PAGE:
Success is subjective. My view has been molded by two decades within the New Zealand franchise sector, working across both domestic and imported brands and covering a variety of categories, from food and beverage to construction.
These franchises – along with other success stories – have three universal characteristics. They’re able to maintain demand for the brand and have good single unit and system economics. And the glue that keeps it all together – well-developed and evolving franchise systems.
From observation, the success or failure of imported franchise brands in New Zealand lies in their ability to balance the following three fundamentals, and to really appreciate the size and dynamics of the market.
1) Create a need for lasting demand
There needs to be a market demand for a product, service, or offering which is enduring. That’s to say the consumer demand, or business requirement (for a business-to-business franchise product), remains persistent over time and isn’t a trend that waxes and wanes.
In New Zealand, locally-grown brands account for 71 per cent of the 590 franchise brands reported in the Franchising New Zealand 2021 survey. Many of these brands grew through the success of an existing business, and therefore an established consumer demand, or love, for their product or service.
Kiwis love new ideas and products, but not all imported systems prosper. Those that have do recognize two important factors in regard to demand.
They localize their product offering
If you’re of my generation and familiar with popular culture, you know the Royale with Cheese dialogue in Pulp Fiction. It communicates an important lesson – localize your product offering.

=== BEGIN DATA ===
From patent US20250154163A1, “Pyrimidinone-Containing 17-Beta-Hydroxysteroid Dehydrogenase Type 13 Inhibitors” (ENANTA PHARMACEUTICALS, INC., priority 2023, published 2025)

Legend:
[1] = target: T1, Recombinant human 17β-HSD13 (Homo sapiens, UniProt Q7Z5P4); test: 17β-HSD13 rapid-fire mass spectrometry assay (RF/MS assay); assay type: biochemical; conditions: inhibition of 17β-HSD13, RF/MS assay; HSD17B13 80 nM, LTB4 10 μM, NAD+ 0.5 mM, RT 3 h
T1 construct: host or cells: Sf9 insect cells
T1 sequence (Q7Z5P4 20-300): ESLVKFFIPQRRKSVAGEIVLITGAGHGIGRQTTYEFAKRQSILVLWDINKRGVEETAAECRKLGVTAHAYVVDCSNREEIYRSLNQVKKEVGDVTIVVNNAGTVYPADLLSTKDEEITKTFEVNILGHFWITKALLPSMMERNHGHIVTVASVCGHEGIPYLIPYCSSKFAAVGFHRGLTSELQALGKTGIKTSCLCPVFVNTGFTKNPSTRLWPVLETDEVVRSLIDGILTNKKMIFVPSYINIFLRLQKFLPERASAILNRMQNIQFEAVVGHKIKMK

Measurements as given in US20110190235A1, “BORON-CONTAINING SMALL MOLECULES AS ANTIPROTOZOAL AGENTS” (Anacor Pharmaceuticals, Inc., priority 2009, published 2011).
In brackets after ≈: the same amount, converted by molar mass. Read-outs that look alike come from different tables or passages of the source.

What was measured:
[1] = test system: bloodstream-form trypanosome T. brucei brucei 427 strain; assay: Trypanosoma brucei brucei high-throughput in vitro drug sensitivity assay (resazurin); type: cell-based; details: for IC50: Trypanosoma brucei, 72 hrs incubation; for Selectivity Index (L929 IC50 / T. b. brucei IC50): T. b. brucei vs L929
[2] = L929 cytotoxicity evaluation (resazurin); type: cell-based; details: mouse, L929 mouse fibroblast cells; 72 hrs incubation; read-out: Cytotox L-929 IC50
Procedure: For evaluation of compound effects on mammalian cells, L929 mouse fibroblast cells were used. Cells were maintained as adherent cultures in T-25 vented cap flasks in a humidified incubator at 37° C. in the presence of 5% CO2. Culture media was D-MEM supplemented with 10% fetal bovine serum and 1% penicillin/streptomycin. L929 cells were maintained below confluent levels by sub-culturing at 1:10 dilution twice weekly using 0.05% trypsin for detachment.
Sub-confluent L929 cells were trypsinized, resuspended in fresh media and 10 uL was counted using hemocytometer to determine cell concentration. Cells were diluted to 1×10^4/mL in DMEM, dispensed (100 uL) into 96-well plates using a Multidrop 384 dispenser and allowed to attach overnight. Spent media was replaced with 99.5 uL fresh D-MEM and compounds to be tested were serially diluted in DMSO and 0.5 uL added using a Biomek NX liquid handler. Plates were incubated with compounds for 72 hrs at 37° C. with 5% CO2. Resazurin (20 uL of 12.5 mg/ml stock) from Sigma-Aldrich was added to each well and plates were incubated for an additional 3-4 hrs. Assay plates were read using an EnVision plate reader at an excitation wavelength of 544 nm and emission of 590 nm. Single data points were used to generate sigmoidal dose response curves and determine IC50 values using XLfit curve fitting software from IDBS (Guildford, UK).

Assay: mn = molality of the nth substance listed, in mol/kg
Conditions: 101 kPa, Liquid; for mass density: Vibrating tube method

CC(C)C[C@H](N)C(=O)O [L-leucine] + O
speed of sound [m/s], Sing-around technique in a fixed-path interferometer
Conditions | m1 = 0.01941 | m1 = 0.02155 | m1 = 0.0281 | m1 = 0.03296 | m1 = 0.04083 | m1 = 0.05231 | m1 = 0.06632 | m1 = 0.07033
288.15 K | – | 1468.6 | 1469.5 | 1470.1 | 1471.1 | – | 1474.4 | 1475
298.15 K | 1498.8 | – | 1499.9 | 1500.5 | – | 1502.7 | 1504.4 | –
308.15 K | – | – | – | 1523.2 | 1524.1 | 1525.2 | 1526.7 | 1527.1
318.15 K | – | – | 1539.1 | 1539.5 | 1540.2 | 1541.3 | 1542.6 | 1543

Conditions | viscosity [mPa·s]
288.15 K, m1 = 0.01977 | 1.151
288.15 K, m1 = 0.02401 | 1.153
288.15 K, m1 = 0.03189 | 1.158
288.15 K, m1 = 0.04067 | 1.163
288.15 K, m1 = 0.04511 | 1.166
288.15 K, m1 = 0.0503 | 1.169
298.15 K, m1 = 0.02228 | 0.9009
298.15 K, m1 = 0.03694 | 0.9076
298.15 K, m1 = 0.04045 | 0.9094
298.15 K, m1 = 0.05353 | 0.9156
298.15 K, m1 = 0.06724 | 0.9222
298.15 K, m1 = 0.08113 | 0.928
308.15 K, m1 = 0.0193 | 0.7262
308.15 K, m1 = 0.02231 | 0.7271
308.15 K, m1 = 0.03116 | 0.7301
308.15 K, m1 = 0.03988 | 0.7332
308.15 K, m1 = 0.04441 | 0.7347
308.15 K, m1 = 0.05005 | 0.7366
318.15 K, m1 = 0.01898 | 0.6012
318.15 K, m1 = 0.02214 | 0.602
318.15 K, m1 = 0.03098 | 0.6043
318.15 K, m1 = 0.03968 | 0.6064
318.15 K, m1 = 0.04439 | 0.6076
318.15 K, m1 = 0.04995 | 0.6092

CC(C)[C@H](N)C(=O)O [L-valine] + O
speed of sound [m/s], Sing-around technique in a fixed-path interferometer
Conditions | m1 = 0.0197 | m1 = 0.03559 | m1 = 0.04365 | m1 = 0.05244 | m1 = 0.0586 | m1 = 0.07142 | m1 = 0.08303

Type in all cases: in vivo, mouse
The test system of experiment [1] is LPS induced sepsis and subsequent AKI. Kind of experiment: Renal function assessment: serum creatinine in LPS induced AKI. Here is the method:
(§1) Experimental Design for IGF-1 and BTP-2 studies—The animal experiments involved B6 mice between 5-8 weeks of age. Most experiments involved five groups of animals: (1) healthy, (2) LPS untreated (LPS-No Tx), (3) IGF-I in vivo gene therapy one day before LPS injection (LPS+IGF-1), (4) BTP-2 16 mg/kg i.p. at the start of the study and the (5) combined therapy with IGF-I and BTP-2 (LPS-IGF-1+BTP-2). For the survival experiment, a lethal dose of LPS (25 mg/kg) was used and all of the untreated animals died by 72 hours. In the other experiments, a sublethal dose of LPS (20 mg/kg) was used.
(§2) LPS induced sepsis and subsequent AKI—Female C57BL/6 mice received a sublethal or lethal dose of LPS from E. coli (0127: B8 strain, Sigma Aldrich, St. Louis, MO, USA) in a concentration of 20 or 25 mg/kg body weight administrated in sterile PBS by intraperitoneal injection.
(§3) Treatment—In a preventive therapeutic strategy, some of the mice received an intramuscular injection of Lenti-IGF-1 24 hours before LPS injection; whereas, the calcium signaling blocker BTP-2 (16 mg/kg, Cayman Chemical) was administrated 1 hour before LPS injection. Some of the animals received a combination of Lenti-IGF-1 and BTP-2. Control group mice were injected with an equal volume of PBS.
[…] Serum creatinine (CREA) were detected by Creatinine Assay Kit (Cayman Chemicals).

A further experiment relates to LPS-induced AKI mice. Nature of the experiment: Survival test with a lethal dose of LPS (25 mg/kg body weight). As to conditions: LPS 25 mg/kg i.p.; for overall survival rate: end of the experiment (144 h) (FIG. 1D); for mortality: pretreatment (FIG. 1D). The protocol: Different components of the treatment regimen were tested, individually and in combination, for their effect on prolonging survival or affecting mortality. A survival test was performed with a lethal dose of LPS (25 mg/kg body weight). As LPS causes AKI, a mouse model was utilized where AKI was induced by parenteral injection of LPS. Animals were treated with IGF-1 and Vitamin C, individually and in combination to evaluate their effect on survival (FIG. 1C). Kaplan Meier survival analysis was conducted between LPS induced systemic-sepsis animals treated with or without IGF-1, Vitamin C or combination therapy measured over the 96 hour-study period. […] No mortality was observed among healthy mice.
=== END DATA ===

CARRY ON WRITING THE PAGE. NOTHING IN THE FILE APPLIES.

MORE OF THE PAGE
When McDonald’s entered the New Zealand market in 1976, it listened to the suggestion of its Kiwi franchisee and localized the offer – adding the Kiwiburger to the menu, which included an egg and beetroot.
My experience within a successful Mexican brand saw us offering protein options that New Zealander’s expected to see, like mince tacos. Coffee franchises are built on the back of the flat white, a coffee option you would not have found anywhere else in the world until recently.
Products change, brands remain
Successful franchise brands create consumer demand that transcends the product offering. The great quote from Ray Croc, when asked what McDonald’s would be selling in the future, encapsulates it very well: “I didn’t know what we would be selling in the year 2000, but whatever it was we would be selling the most of it.”
I can’t remember the last time I saw a franchised waterbed outlet – yes, there were some back in the day – but New Zealand has a home decorating franchise brand, which has been around for 125 years, and successful café franchises that were early proponents of franchising, all of which have a different product offering to what they had in 1995. Importantly, these brands have kept their products and services relevant to the modern market.
Everyone needs to eat
Most franchisors make their income from the top line of franchise fees or sales, but franchisees make their living from the bottom line, the profit at a single franchise unit level.
2) Understand the economics of the local business model
A high number of franchises doesn’t always reflect a successful franchise model. If the franchise system has multi-unit franchisees, is this due to good single-unit economics, or because having just one outlet or franchise doesn’t make enough money?